I pawed my pile listlessly, wondering how the world could go on when mine had surely ended. All around me, keyboards chattered and telephones rang. Coworkers eyed me suspiciously, clearly not buying my excuse that I was just under the weather. I'd just lost a baby. And it had dropped me into a hell of despair so deep that it hurt just to breathe.

So, why was I keeping it a secret?

Miscarriage is death. It brings with it all the agonizing grief that comes with losing a loved one. But miscarriage is also a taboo topic. It's the very reason that we hide our pregnancies during those first dicey months, fretfully waiting for the danger to abate before making any announcements.

When bad news comes, couples that lose a pregnancy tend to mourn in secret, telling only close friends and family about their loss. There are no funerals. No memorials. You don't get sympathy cards and bereavement time. Instead, routines go on, and you take sick days.

In fact, the only tradition our society does have regarding miscarriage is that you're not supposed to talk about it. We expect grieving couples to buck up and pretend that the little life lost never existed in the first place.

We reduce a miracle to a topic not fit for polite conversation.

An estimated one in seven pregnancies ends in miscarriage. Each year in the U.S. alone, over 700,000 babies don't survive to be born. Millions of people must be mourning them. So, where are they? “The only tradition our society does have regarding miscarriage is that you're not supposed to talk about it.”

As a society, we let ourselves believe the lie that miscarriage is a minor event in a woman's life. "It happens all the time," people tell you, as if knowledge of its frequency will put the loss in perspective. (Imagine giving that same line to someone who just lost a grandparent.) "It really wasn't a baby yet" is another line people glibly offer. Or, "You hardly even knew you were pregnant."

I have had four miscarriages, one at 19 weeks, one at 13 weeks, and two at about 10 weeks. Every time, I knew I was pregnant right away. That's a lot of mornings to wake up enchanted that there's a child growing inside you. It's many long afternoons of fatigue, strange cravings, and nausea. It's countless cups of decaf coffee and glasses of wine declined. It's hundreds  prenatal vitamins.

I don't blame society for being so callous about pregnancy loss. If nobody ever tells people how much it hurts, how are they to know that miscarriage is such a big deal? Why shouldn't they think that it is no worse than blowing a job interview or having your team lose the big game?

As with so many taboo topics, perhaps the answer is simply for people to be more open: To stop pretending that if we ignore a miscarriage, it won't hurt.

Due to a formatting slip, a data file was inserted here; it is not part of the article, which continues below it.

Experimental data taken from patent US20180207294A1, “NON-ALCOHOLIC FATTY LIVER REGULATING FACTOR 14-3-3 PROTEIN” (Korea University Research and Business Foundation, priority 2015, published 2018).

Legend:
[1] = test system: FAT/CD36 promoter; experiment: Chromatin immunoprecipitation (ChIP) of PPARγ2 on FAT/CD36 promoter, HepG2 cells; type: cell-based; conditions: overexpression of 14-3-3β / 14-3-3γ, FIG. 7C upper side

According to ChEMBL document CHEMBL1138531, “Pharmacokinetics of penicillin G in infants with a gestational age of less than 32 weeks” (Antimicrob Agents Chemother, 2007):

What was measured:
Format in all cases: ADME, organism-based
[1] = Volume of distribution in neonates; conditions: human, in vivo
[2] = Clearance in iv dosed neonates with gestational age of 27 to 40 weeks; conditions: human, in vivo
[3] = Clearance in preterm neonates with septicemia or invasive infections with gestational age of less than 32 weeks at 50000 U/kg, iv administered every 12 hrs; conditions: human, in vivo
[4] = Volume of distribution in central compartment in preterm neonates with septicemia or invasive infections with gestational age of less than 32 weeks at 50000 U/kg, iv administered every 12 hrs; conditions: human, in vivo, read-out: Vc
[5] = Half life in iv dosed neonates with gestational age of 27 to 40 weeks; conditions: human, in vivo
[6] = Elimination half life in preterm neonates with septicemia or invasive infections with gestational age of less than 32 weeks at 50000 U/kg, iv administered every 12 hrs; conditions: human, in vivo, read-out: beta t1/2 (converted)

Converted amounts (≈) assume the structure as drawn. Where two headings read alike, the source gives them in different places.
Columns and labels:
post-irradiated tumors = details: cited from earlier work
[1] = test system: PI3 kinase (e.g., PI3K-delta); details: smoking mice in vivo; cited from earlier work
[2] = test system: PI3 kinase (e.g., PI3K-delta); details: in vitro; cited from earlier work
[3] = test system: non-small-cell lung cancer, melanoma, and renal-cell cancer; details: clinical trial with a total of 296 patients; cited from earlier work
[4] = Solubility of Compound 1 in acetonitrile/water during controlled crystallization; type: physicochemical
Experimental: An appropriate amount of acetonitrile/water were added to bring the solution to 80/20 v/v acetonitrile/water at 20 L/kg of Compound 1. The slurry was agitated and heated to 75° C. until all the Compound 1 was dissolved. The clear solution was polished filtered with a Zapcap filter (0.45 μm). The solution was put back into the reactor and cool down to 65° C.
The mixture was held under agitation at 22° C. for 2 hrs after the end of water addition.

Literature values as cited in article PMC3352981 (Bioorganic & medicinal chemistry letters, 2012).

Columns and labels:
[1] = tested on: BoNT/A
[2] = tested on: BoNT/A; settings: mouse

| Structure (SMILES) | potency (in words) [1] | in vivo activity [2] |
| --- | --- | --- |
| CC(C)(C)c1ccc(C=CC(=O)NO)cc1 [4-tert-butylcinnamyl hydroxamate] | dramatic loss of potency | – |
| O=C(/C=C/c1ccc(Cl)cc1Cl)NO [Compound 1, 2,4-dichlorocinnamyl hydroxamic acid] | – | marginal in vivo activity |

I still think about that miserable afternoon at work and how much easier it would have been if I'd just exhaled the truth. If I could have let people say, "I'm so sorry." If I hadn't had to pretend that it was a normal day even as I was in the grips of soul-swallowing grief.

Because the only thing worse than losing something that meant the world to you is pretending that you lost nothing.

September is PCOS Awareness Month

For those of you that don't know what PCOS (Poly Cystic Ovarian Syndrome) is:
Polycystic ovary syndrome is a problem in which a woman's hormones are out of balance. It can cause problems with your periods and make it difficult to get pregnant. PCOS may also cause unwanted changes in the way you look. If it is not treated, over time it can lead to serious health problems, such as diabetes and heart disease. Polycystic ovary syndrome (or PCOS) is common, affecting as many as 1 out of 15 women. Often the symptoms begin in the teen years. Treatment can help control the symptoms and prevent long-term problems.-Wikipedia

I was diagnosed with PCOS when I was 18 years old, after having been told for quite a few years that nothing was wrong with me. My first GYN appointment the Dr told me "your young and active, it's normal for your body to be like this" NOT!! This really didn't bother me until after I was married and we decided to have children.

Another blogger friend challenged me to write a blog that in short told the story of my struggle with infertility. This short essay is going to be posted following this one as it's a bit longer but I've written about something that's affected me more than anything! Feedback is always appreciated!!

Not sure where to start.....

So I've had this blog for a while, but I haven't really been sure where to start. Heck, I'm not even sure if anyone will ever read this! I've always kept sort of a journal but never shared it with anyone and I think it's time to upgrade to the next level.
I'm sure there will be lots of rambling and even a few private posts, but the good thing here is if you don't like what your reading you can always leave!

Having said that I welcome you to my blog!